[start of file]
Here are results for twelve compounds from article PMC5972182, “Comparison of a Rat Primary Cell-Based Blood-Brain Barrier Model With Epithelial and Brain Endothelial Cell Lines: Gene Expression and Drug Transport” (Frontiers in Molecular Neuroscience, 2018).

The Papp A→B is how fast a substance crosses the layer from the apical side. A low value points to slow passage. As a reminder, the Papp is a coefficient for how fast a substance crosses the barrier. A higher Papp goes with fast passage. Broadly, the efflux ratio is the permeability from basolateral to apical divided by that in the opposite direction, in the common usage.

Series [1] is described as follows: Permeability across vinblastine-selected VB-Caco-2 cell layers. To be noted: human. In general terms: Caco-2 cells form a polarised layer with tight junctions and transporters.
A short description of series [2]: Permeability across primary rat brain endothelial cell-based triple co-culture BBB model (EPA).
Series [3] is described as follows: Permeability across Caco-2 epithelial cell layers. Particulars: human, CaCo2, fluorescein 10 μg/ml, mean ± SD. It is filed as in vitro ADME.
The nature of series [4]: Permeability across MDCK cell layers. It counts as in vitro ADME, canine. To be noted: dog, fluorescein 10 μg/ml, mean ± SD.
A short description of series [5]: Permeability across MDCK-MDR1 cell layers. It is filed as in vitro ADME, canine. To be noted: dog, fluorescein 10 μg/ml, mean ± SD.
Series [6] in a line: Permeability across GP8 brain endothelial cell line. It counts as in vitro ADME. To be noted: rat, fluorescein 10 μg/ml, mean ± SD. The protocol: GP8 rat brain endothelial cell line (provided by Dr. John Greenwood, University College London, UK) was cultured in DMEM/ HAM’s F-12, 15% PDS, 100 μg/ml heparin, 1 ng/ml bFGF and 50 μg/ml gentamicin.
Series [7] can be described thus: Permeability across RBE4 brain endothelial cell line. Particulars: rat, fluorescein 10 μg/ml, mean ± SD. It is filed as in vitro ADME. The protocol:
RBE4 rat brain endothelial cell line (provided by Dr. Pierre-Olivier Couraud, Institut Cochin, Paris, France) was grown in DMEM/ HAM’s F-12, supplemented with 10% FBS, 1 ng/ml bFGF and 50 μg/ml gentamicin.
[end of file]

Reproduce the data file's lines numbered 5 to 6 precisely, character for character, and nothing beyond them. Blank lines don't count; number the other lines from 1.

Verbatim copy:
Series [3] is described as follows: Permeability across Caco-2 epithelial cell layers. Particulars: human, CaCo2, fluorescein 10 μg/ml, mean ± SD. It is filed as in vitro ADME.
The nature of series [4]: Permeability across MDCK cell layers. It counts as in vitro ADME, canine. To be noted: dog, fluorescein 10 μg/ml, mean ± SD.